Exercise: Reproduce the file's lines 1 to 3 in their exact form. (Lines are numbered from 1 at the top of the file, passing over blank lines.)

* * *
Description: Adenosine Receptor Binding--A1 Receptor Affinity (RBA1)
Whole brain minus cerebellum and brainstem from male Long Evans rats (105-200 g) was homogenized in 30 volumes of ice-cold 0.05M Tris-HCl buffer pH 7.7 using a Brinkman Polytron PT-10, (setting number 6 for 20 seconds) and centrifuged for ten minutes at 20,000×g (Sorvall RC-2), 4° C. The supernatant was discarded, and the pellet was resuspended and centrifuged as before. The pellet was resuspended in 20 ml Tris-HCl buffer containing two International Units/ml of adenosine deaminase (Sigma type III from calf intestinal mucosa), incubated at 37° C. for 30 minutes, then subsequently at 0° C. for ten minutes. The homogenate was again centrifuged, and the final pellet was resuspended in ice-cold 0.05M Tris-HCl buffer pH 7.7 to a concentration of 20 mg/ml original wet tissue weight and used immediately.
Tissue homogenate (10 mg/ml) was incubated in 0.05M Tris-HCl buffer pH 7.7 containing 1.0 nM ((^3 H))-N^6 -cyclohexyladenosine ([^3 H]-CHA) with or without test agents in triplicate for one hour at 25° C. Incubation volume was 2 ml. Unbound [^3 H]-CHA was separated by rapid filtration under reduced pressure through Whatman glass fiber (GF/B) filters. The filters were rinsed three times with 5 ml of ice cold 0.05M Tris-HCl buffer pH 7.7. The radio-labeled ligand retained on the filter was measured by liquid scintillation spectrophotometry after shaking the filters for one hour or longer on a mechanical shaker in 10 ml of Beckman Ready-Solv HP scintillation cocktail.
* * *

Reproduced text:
Description: Adenosine Receptor Binding--A1 Receptor Affinity (RBA1)
Whole brain minus cerebellum and brainstem from male Long Evans rats (105-200 g) was homogenized in 30 volumes of ice-cold 0.05M Tris-HCl buffer pH 7.7 using a Brinkman Polytron PT-10, (setting number 6 for 20 seconds) and centrifuged for ten minutes at 20,000×g (Sorvall RC-2), 4° C. The supernatant was discarded, and the pellet was resuspended and centrifuged as before. The pellet was resuspended in 20 ml Tris-HCl buffer containing two International Units/ml of adenosine deaminase (Sigma type III from calf intestinal mucosa), incubated at 37° C. for 30 minutes, then subsequently at 0° C. for ten minutes. The homogenate was again centrifuged, and the final pellet was resuspended in ice-cold 0.05M Tris-HCl buffer pH 7.7 to a concentration of 20 mg/ml original wet tissue weight and used immediately.
Tissue homogenate (10 mg/ml) was incubated in 0.05M Tris-HCl buffer pH 7.7 containing 1.0 nM ((^3 H))-N^6 -cyclohexyladenosine ([^3 H]-CHA) with or without test agents in triplicate for one hour at 25° C. Incubation volume was 2 ml. Unbound [^3 H]-CHA was separated by rapid filtration under reduced pressure through Whatman glass fiber (GF/B) filters. The filters were rinsed three times with 5 ml of ice cold 0.05M Tris-HCl buffer pH 7.7. The radio-labeled ligand retained on the filter was measured by liquid scintillation spectrophotometry after shaking the filters for one hour or longer on a mechanical shaker in 10 ml of Beckman Ready-Solv HP scintillation cocktail.